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Panasonic DVX / DVC Assistant
The 4K DVX200 plus previous Panasonic Pro Line cams: DVX100A, DVC60, DVC30.

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Old January 15th, 2004, 02:54 PM   #16
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IF you plan on going for international distribution (along with stateside) and you don't plan on doing any sort of eng type work in the States, or shooting weddings, or anything that absolutely requires NTSC . the PAL version might be worth considering. I'm considering it.
Mostly for either direct to DVD or uprez to Windows Media HD format. But thats me. I don't recomend my advice to anyone but myself.

It would be nice to get some work doing Human Interest programs for Euro/PAL based entertainment orgs with interest in things happening in the States. That would be an excellent reason to go PAL.
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Old January 15th, 2004, 04:12 PM   #17
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Still no sign of the PAL camera in the UK.

Anyone know if it is available in the US? The UKú - US$ is good at the moment.
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Old January 17th, 2004, 11:07 AM   #18
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Does anyone have any experience buying from this Singaporean e-shop? Just stumbled upon their site when searching information about the PAL DVX100A.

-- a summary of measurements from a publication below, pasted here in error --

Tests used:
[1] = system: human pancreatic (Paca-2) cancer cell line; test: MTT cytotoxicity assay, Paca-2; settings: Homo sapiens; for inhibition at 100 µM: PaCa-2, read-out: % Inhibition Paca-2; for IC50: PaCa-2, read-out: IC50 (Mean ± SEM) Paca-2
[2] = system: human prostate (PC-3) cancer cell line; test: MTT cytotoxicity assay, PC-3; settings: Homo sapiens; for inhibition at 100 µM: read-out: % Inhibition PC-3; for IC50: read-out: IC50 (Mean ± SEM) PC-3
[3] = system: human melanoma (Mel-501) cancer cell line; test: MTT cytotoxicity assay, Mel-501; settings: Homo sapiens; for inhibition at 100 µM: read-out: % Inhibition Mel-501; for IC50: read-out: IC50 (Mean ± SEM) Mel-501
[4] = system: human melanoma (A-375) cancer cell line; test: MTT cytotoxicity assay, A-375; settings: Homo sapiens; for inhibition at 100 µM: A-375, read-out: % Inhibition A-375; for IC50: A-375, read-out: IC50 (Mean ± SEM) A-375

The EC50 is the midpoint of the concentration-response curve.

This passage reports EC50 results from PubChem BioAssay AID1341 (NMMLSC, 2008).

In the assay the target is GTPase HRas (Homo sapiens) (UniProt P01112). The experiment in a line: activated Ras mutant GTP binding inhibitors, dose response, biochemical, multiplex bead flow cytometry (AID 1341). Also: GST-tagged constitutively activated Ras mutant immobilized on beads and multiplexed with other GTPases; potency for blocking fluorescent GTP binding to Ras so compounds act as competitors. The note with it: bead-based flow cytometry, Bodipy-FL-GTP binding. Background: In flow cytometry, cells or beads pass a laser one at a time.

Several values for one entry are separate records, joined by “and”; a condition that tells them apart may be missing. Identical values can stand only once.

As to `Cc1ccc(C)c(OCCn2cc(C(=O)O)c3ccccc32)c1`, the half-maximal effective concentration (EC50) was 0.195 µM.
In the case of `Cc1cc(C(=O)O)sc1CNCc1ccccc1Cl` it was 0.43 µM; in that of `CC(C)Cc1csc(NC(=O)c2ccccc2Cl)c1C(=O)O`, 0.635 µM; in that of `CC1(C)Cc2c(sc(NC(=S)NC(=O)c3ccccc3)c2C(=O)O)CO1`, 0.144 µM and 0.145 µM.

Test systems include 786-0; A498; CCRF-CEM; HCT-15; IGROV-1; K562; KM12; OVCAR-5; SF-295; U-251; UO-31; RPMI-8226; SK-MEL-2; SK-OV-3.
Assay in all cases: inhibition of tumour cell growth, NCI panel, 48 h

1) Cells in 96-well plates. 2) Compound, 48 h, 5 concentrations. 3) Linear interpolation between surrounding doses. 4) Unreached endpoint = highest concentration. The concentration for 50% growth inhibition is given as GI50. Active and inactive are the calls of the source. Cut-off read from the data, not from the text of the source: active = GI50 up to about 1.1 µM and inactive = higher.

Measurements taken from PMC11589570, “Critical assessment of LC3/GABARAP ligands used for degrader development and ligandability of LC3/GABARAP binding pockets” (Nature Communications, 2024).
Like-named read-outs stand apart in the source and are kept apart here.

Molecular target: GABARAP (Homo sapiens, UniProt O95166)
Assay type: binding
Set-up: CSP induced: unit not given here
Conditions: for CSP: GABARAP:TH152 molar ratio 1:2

They claim to have the PAL version in stock already, although I remember reading from somewhere that the PAL version won't be available until April. Go figure.
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Old January 17th, 2004, 11:57 AM   #19
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I have shot with both the DVX100P NTSC and the DVX100E PAL. As already stated, the PAL version does not support 24P or 30P, only 25P. There is no reason for 24P or 30P support in the PAL model. Since the PAL standard runs at 25 fps, and 25 fps can be transfered to film at a 1:1 frame ratio, 25P takes care of both. You can do progressive video for PAL distribution or progressive acquistion for film out. And since the PAL standard does have higher vertical resolution (which is what counts) than NTSC, you will get a higher res image. Couple the higher vertical resolution of the PAL standard with the full vertical detail of progressive scan, and you get a full 570P recording. That's only 150 lines of vertical resolution away from the 720P High Definition standard!

But think about this:

Since interlaced scan systems coupled with line pair summation only gave us about 400 lines of vertical resolution in NTSC compared to the interlaced scan line pair summation of PAL giving us about 450 lines of vertical resolution, the NTSC DVX100 (in thin line detail) is already giving us a slight edge on what the old interlaced PAL cameras had on us.

I have noticed a few small differences in the NTSC vs PAL models. The PAL model has an additional colour setting and the menu is a bit different. But not a lot of differences. And no additional controls or features. I can tell you that to my eyes, the PAL version is noticeably superior in terms of resolution.